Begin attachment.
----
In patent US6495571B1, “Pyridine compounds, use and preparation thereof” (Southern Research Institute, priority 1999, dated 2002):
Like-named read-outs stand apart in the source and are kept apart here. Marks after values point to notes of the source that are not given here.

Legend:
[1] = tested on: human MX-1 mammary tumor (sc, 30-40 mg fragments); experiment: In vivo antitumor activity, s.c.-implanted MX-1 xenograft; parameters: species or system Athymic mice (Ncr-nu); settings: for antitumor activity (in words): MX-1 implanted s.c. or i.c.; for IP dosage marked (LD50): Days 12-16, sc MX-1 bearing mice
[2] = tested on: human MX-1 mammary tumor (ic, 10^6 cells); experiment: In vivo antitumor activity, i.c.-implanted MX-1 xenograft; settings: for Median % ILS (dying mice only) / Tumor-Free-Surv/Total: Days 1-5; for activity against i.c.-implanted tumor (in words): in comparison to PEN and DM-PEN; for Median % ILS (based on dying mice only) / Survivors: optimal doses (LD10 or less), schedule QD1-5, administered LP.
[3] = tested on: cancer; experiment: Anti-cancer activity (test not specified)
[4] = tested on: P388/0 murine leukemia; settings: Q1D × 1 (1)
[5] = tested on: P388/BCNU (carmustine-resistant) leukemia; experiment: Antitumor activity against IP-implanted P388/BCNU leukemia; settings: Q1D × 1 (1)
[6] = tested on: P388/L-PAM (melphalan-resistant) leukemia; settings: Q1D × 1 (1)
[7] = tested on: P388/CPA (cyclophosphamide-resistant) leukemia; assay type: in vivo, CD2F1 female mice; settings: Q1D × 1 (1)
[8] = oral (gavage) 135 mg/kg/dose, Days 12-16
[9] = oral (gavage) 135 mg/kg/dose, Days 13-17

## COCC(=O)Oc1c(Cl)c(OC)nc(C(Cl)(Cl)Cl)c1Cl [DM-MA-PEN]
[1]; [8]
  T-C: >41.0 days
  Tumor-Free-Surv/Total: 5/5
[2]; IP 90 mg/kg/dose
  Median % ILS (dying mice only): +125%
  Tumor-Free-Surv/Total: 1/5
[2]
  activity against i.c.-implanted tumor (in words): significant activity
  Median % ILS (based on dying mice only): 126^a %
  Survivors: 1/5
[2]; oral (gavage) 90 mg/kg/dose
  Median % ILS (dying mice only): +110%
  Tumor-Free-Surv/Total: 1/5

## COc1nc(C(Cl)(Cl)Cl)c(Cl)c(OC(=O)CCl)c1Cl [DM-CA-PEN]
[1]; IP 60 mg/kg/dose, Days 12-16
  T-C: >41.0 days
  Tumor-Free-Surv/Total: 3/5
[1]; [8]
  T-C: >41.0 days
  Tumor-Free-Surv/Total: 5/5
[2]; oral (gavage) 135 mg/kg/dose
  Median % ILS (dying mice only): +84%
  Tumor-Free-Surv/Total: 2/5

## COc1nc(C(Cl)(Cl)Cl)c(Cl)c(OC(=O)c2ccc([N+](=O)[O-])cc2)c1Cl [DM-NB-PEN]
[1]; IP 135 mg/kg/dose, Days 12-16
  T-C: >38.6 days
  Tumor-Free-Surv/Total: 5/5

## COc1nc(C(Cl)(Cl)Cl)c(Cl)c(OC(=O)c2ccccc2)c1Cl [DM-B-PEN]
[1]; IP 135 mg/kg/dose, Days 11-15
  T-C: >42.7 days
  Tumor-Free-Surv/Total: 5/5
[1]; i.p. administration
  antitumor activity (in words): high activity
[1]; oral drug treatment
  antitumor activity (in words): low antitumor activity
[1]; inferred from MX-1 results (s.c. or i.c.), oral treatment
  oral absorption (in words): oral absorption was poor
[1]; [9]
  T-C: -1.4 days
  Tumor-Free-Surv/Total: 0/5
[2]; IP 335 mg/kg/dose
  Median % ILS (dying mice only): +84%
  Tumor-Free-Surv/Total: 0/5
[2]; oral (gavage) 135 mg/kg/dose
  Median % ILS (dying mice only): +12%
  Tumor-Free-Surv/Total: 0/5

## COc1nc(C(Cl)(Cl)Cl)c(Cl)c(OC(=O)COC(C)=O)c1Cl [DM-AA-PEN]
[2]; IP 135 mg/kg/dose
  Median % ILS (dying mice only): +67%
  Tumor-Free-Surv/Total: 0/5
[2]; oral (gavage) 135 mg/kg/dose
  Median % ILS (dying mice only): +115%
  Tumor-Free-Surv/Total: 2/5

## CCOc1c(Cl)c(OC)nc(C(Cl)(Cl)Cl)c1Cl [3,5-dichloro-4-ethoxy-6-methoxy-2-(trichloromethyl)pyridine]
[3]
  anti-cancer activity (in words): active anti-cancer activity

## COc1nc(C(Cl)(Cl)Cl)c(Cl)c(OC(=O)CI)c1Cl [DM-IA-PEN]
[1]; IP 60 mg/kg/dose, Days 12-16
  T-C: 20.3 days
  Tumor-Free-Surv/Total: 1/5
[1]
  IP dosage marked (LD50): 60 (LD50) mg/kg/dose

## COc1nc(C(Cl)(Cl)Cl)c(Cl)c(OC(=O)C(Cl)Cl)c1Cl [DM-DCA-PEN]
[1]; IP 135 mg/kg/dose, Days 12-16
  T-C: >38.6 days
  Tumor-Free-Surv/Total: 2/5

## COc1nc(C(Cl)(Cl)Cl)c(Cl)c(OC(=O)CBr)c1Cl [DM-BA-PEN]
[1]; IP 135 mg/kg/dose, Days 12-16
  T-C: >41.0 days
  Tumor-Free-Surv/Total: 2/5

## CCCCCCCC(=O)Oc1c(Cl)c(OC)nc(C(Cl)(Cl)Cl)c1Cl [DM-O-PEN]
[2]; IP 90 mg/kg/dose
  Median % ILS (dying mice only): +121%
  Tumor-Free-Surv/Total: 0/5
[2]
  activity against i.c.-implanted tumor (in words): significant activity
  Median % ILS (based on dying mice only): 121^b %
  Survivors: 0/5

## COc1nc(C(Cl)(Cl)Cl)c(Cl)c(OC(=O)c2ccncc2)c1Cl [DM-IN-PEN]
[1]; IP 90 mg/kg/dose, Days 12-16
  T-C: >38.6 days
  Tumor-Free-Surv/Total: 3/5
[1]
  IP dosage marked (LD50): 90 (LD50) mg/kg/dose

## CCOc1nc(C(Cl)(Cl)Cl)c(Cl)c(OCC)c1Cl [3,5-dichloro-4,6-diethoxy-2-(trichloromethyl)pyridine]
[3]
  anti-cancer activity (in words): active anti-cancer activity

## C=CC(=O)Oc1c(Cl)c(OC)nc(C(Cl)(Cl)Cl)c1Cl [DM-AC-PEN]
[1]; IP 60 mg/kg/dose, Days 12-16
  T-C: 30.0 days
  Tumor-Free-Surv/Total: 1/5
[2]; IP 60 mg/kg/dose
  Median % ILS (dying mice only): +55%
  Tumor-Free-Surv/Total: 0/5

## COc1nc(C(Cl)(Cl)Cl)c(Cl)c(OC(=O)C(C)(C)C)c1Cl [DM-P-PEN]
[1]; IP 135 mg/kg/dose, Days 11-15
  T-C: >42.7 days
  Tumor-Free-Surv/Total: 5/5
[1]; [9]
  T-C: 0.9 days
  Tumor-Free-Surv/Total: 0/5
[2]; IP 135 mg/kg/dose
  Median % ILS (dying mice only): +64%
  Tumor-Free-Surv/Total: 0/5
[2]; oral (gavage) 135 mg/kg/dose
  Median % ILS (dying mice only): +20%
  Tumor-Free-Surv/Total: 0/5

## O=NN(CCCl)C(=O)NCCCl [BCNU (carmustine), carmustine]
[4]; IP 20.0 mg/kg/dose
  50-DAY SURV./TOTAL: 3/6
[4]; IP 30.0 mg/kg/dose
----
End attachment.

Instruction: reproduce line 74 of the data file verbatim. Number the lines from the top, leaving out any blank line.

[1]